About the NHS, I was recently admitted to Blackburn for what was detailed as a “normal routine operation”.
Obviously, from the details, it was going to be a painful and sensitive experience. I was offered either a general or local anaesthetic. I opted for the general, but was warned against because of a seemingly previous cardiac condition.
I was informed a local anaesthetic would “numb me from the waist downwards”. Not only was I numbed from the waist downwards, I complained afterwards, but the whole brain was numbed. But as a senior nurse consoled... considering the sensitive nature of the operation, it was better that than no anaesthetic at all!
I recall sinking into the induced coma of the anaesthetic, the merry chatter of the surgeon and the nursing attendants around me. Well, if it was for them just a joke, it couldn’t be that serious!
In my coma I became aware of an induced delirium, of a nightmare that resulted in violent convulsions. I was conscious of a distant reassuring voice repeating “I think he’ll pull through”. I was sure I would – confident in the merry carers around me.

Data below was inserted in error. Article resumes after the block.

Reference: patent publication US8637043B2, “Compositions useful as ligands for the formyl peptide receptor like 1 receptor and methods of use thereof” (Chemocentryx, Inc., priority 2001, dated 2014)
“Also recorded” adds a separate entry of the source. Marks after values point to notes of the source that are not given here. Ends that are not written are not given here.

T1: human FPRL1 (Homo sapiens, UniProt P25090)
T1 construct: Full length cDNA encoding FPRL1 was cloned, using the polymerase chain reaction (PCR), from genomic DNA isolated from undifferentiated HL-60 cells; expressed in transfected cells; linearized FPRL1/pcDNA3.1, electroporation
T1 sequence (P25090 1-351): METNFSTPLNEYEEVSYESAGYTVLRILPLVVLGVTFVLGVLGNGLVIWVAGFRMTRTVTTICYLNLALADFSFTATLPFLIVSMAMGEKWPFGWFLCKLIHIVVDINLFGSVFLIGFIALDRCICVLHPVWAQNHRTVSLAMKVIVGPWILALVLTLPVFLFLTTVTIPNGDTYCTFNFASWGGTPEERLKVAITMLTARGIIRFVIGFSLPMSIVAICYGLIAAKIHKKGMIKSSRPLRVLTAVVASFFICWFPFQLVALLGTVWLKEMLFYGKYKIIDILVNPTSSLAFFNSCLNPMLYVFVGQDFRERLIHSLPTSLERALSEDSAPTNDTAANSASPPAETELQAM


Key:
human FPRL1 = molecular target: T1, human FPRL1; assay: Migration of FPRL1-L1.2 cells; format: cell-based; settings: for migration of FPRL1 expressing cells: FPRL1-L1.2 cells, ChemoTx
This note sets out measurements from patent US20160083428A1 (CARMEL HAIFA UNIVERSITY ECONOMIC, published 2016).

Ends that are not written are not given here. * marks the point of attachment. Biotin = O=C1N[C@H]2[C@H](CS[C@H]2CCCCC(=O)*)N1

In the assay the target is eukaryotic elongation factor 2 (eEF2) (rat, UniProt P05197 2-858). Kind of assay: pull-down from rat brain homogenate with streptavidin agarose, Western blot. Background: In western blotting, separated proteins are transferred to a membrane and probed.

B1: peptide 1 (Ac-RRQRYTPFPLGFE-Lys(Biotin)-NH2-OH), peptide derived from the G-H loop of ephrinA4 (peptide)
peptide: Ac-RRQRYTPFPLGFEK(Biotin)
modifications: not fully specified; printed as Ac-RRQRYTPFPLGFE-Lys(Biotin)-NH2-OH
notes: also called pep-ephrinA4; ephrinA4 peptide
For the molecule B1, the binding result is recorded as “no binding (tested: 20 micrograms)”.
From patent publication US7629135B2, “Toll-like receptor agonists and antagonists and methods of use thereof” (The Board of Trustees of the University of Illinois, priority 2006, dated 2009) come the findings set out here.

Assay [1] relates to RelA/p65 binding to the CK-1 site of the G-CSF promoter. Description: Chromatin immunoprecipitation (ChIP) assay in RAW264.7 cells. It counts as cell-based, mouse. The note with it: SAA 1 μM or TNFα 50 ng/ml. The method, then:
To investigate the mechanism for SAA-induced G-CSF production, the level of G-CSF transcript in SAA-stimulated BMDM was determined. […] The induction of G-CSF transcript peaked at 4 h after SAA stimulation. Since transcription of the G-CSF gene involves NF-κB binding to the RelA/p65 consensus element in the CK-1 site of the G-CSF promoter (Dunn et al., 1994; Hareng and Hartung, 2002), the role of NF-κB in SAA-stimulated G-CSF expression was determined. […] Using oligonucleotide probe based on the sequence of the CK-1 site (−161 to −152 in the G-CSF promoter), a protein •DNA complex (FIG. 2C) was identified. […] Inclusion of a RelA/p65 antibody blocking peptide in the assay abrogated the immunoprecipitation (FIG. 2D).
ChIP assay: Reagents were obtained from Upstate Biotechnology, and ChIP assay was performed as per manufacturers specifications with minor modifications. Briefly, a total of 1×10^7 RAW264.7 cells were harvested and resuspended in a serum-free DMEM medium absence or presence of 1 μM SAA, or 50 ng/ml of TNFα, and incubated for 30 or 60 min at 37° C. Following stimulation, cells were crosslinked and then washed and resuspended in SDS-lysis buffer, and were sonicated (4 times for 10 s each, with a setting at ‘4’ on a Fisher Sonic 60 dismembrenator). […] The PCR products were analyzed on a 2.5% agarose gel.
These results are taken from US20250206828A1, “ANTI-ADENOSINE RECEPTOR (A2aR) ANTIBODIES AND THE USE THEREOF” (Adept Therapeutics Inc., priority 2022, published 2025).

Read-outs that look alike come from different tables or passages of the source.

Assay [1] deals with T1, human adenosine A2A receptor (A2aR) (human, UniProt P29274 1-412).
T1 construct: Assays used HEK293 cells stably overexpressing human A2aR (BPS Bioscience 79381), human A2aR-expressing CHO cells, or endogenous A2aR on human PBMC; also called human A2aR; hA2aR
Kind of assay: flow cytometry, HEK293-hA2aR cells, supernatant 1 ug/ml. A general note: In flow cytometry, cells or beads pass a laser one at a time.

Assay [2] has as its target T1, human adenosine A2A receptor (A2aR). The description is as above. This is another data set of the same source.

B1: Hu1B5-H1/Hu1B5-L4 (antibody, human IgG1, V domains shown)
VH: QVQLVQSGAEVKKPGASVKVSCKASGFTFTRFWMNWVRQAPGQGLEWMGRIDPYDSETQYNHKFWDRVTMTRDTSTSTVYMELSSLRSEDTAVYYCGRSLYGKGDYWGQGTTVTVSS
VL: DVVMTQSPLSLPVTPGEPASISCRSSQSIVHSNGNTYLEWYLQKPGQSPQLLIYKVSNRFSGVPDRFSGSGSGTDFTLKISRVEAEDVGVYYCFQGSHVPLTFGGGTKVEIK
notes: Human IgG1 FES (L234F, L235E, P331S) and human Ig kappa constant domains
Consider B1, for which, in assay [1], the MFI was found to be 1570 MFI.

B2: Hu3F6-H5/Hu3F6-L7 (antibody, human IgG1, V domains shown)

And afterwards the precautionary Intensive Care Department, where I was surrounded again by convivial humour and an abundance of the proverbial “TLC”. I recall asking of anyone tending to me: “Can I apply for permanent accommodation?”. But I was transferred to a recuperation ward, where I was equally well cared for. And eventually I was expected to leave. All good things come to an end.
St Chad’s Avenue, Chatburn.